GWYNT and the balance between professionalism and entrepreneurship

26 February 2021

26 February 2021

Dirk Harm Eijssen started consulting firm GWYNT, which is Celtic for “fresh wind,” 15 years ago with his business partner Joris van den Hurk. And that is exactly what they do: they bring a breath of fresh air to (family) businesses that want or need to change and help owners realize their dreams by sustainably improving performance. GWYNT currently consists of about 20 employees, making it the largest family business consulting firm in the Benelux.

A breath of fresh air can never hurt your business. However, GWYNT is primarily called upon when something really needs to be done. For example, when a company is stagnating, just growing tremendously in a short period of time, or is in the process of the next generation taking over the business. So how do you deal with that as a family and business owner? Eijssen: “We want to help companies realize change based on our substantive expertise and the dynamics of the family business. We understand the industry and we know what’s going on: in the market and from management to the shop floor.”

Entrepreneurial family businesses as a driving force

Although GWYNT initially targeted all entrepreneurial businesses within the food, retail and industrial sectors, today its focus is primarily on family and DGA businesses within these industries. “From the beginning, we said: we want to work for business owners. We want to feel that the company is more than something where managers make careers. Something they put their passion, heart and soul into.” Along the way, Eijssen and Van den Hurk have increasingly delved into change management, the professionalization and maintenance of entrepreneurship within specifically family businesses and the role of external management in this. “We saw with many family businesses that they wanted to professionalize operations and in the process brought in people from outside who in retrospect were not always a good fit for the organization.” As GWYNT increasingly entered the world of family businesses, it was decided to become the consulting firm for the larger and ambitious family and DGA businesses.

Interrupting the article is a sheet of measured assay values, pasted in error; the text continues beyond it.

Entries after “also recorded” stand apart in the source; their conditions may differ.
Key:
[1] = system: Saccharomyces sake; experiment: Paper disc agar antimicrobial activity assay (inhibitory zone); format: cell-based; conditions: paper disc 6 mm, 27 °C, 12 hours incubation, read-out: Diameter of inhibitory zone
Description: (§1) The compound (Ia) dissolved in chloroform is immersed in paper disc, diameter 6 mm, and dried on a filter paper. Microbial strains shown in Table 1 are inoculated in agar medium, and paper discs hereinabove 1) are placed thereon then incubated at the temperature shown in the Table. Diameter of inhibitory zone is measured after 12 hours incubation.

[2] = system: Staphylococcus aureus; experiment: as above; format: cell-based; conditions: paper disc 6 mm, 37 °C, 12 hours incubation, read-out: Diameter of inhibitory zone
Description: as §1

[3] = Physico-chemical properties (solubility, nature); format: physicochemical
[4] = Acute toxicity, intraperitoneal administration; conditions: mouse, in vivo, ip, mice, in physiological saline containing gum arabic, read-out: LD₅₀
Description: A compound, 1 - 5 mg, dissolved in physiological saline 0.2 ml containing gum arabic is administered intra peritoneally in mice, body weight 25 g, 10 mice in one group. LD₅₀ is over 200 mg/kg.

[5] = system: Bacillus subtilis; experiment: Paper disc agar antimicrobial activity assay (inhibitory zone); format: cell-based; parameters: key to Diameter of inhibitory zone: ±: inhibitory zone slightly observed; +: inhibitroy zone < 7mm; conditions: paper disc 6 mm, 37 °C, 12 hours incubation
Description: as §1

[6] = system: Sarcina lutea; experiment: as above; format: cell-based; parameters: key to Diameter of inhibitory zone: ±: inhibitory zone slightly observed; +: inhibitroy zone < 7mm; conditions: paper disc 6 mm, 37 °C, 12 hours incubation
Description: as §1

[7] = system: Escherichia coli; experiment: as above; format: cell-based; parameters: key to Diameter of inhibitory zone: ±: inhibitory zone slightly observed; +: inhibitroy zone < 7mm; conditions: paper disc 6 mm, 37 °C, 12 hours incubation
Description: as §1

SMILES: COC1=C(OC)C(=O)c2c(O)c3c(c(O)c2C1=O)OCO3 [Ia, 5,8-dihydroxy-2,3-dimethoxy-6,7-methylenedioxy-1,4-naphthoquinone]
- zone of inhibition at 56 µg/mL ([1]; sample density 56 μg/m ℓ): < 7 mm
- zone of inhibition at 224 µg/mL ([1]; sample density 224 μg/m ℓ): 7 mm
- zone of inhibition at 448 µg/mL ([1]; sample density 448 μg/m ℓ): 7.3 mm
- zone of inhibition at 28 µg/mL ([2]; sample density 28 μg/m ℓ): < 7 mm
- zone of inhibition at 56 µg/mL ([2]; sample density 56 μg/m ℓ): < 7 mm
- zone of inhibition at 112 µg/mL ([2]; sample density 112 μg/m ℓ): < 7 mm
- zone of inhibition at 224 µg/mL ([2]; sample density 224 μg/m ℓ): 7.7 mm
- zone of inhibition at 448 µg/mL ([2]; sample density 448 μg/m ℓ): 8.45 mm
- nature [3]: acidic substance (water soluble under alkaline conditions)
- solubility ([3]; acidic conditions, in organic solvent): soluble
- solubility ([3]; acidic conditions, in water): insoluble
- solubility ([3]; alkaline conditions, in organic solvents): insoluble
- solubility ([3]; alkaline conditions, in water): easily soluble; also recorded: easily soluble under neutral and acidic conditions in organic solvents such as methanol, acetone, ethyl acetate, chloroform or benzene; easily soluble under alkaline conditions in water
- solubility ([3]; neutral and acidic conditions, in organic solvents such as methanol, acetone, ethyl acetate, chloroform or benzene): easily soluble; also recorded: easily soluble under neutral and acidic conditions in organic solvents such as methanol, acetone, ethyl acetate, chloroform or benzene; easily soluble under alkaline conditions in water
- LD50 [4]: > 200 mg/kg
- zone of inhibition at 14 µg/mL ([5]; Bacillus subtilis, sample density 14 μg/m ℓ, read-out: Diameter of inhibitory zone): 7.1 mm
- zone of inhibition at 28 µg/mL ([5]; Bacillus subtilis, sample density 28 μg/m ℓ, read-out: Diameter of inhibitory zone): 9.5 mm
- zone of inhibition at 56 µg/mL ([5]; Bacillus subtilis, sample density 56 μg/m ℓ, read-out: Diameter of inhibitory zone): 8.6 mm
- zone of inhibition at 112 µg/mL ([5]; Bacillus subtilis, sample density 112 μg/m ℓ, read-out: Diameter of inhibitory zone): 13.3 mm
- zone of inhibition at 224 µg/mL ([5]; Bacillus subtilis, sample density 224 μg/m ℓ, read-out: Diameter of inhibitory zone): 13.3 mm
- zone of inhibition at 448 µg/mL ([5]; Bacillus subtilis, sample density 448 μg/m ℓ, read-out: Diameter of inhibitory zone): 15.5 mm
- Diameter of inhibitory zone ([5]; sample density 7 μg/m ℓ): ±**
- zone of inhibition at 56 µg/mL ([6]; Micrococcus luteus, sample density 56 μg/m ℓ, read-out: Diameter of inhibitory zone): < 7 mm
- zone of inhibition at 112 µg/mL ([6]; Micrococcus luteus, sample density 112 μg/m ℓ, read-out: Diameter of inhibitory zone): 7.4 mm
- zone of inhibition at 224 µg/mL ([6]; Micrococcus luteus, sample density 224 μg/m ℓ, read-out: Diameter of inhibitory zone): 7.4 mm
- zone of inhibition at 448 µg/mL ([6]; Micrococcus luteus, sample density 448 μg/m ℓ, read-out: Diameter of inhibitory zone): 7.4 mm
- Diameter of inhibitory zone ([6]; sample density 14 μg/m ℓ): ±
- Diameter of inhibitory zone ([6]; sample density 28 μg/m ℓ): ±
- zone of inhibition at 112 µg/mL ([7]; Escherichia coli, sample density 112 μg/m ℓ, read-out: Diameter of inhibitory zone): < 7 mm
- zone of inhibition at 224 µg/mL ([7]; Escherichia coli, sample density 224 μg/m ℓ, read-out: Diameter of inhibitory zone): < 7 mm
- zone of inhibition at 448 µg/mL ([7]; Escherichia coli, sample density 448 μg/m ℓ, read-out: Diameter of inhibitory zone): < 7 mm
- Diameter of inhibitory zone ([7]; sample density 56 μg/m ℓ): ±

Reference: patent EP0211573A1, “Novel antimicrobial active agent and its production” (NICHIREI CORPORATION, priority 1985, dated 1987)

The new generations face major issues

Major issues and themes in which GWYNT comes to the rescue include the new generation taking over the business from the previous generation and wanting to continue it successfully, but at the same time moving with the times in terms of sustainability and digitalization. Strategies are sharpened or sometimes completely revised so that the entry of the new generation fits their future plans and in a world that is changing rapidly. This requires choices to be made in the company and, in addition to a different kind of organization, this often requires different people. “We regularly encounter companies that are managed primarily from intuition. The challenge is to additionally start managing the company from objectives and objectivity.”

Making family values hard

To bring in a breath of fresh air, the main focus from the board is on strategy and the most important issue: “What is our DNA, what are our family values and how do we translate that into concrete company values? Regarding family values, Eijssen does notice something. “Every family business says family values are important, but then when you ask them what exactly those family values are, they often remain silent. Family values are important, but make them concrete and, above all, translate them into company values.”

Recently, Eijssen experienced a fine example of values that do get solidified. “One owner of a company in the food industry told me that it is really important to him that the origin of all the ingredients they use is clear and that they do not haggle with this. If the market forces him to haggle, he will sell his company. Purely because he wants to make only honest products. That, of course, is a very clear story to share with people, from management to the factory.”

Long-term future through clear direction

Families and their boards often indicate that the continuity of the business is paramount, with statements such as, “We don’t think in years, but in generations. “A very nice premise, of course, but often the strategy to ensure this continuity is not sufficiently concrete.” Especially in these times of uncertainty, digitalization and exponential growth, it is important for family businesses to develop and implement a strategy that maximizes the chances of continuity.

The challenge: finding a balance between professionalization and entrepreneurship

Another important aspect is the balance between professionalizing while remaining entrepreneurial. “If a company strays too far into professionalization, you end up with a bureaucratic process-oriented company, when that is exactly what you don’t want. On the other hand, if you are too entrepreneurial, you often see that companies have all kinds of ideas, but then it gets stuck in the business. Or that it takes so much power and energy that they can’t make it profitable.”

GWYNT helps the family business, to find this balance and set a steady course. “One that both family and company see themselves in.”